A former longtime producer for CBC Toronto and former actor with Shaw Festival, Worthy’s teaching philosophy is informed by her professional career in the arts and a strong belief in the importance of experiential learning.

    “What truly makes a difference to communities everywhere is the power of art, the power of drama and the power of the written word,” Worthy said. “Making a difference to me means providing students with access to the real world, specifically their local communities, where they can truly experience the arts for themselves.”

    The St. Catharines Arts Awards will be presented online Sunday, Nov. 21, livestreamed from the stage of the FirstOntario Performing Arts Centre (PAC).

    “The city’s cultural and artistic community has exploded in recent years — there are so many diverse voices and visions out there,” said Kathleen Powell, the City’s Acting Supervisor of Cultural Services. “These nominees represent some of the best our community has to offer, world-class talents who call St. Catharines home and step up to build a community we can all be proud of.”

    For more information about the arts awards and how to view the celebration, visit the City of St. Catharines website.

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  • Celebrated Canadian artist Michael Snow’s contribution to Brock revisited in new documentary

    A still image from the new documentary short Timed Images premiering Friday, Aug. 20 at the Mighty Niagara Film Fest. The film was produced and researched by Lesley Bell with video work and direction by Tracy Van Oosten.

    WEDNESDAY, AUGUST 18, 2021 | The Brock News | by 

    The legacy and impact of artwork created for Brock University in 1972 by internationally regarded Canadian artist Michael Snow has been captured on film and is being premiered Friday, Aug. 20 at a local film festival.

    Part of the Mighty Niagara Film Fest presented by Niagara Artists Centre (NAC), Timed Images is a new documentary that intimately explores two works of public art created by Snow when he was engaged by Brock University and architect Raymond Moriyama during the construction of Brock’s Mackenzie Chown Complex in 1972. Snow holds an honorary Doctor of Laws degree from Brock University received in 1974.

    The short documentary is produced and researched by Lesley Bell, artist and retired support staff for the Department of Visual Arts (VISA) at Brock’s Marilyn I. Walker School of Fine and Performing Arts (MIWSFPA), and directed by Brock graduate Tracy Van Oosten (BA ’10), artist, filmmaker and current VISA Instructor at the MIWSFPA.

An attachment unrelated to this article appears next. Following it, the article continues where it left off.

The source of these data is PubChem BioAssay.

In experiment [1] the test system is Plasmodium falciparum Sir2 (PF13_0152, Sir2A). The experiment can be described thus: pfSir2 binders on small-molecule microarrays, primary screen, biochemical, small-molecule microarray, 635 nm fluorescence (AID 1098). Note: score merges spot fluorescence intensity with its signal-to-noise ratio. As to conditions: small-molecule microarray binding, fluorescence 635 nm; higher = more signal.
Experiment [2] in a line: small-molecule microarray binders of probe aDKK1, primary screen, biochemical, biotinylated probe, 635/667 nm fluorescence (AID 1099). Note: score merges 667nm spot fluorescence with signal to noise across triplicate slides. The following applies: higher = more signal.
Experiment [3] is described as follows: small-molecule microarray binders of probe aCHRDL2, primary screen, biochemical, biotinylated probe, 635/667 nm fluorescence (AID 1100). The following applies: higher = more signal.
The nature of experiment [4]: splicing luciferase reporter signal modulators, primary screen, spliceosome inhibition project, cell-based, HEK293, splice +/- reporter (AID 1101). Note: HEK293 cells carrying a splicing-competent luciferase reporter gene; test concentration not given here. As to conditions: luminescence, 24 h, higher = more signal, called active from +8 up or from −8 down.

Bell, who managed Brock’s Fine Art Collection for 18 years, was drawn to Snow’s work and wanted to uncover the story behind his pieces and appreciate how they found their home in St. Catharines.

    Bell and Van Oosten, a filmmaker and artist who works with text, video and installations and explores moving images within immersive contexts, collaborated to create an artistic documentary that retraces Snow’s innovative art that delighted the University population in 1972.

    “In order to tell the story about these two artworks by Snow, I envisioned a video document. I had no understanding of the process,” Bell said. “With patience and skill, Tracy Van Oosten crafted the information that I found into an intelligent and visually stimulating artistic video work. This has been a satisfying collaboration.”

    Timed Images screens Friday, Aug. 20 at the RiverBrink Art Museum in Queenston, Niagara-on-the-Lake. Doors open at 8 p.m., with the screening scheduled to start at sunset. The documentary is part of an art-inspired program at NAC’s film fest called ‘An Ode to Escarpment School Films.

    For more information about Timed Images and to purchase tickets, visit the Mighty Niagara Film Fest website.

    This project is supported by David Vivian, the Director of the Centre for Studies in Arts and Culture, and Dean Carol Merriam of the Faculty of Humanities, through the Dean’s Discretionary Fund (2020). An installation for the public to view Timed Images at the MIWSFPA and online is currently in development.


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  • Fine and Performing Arts grads poised to shape the future with creative skills

    Image caption: Soo Myung Oh, at her piano, will graduate with a Bachelor of Music and plans to perform professionally in addition to pursuing teaching performance after completing her degree at Brock’s Marilyn I. Walker School of Fine and Performing Arts. Image credit: Photo by Shannon Peebles, Ventures & Vows Photography.